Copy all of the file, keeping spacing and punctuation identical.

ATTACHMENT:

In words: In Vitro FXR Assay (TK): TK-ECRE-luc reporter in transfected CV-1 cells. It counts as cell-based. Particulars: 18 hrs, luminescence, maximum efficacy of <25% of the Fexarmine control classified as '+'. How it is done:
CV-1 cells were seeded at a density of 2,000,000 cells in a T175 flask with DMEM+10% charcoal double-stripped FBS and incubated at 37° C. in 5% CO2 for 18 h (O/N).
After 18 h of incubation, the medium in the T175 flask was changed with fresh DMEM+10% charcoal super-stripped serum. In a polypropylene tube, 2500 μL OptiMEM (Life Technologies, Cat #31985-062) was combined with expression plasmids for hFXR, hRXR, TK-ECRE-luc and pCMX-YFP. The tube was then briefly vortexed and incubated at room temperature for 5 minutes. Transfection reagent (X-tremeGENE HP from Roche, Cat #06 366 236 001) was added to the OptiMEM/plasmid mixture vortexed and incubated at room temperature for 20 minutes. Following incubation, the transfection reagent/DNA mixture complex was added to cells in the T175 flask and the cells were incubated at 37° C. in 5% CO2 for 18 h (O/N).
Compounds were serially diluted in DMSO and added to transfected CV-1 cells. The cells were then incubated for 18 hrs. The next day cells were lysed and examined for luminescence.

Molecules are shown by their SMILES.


In words: In Vitro FXR Assay (TK): TK-ECRE-luc reporter in transfected CV-1 cells. It counts as cell-based. Particulars: 18 hrs, luminescence, maximum efficacy of <25% of the Fexarmine control classified as '+'. How it is done:
CV-1 cells were seeded at a density of 2,000,000 cells in a T175 flask with DMEM+10% charcoal double-stripped FBS and incubated at 37° C. in 5% CO2 for 18 h (O/N).
After 18 h of incubation, the medium in the T175 flask was changed with fresh DMEM+10% charcoal super-stripped serum. In a polypropylene tube, 2500 μL OptiMEM (Life Technologies, Cat #31985-062) was combined with expression plasmids for hFXR, hRXR, TK-ECRE-luc and pCMX-YFP. The tube was then briefly vortexed and incubated at room temperature for 5 minutes. Transfection reagent (X-tremeGENE HP from Roche, Cat #06 366 236 001) was added to the OptiMEM/plasmid mixture vortexed and incubated at room temperature for 20 minutes. Following incubation, the transfection reagent/DNA mixture complex was added to cells in the T175 flask and the cells were incubated at 37° C. in 5% CO2 for 18 h (O/N).
Compounds were serially diluted in DMSO and added to transfected CV-1 cells. The cells were then incubated for 18 hrs. The next day cells were lysed and examined for luminescence.

Molecules are shown by their SMILES.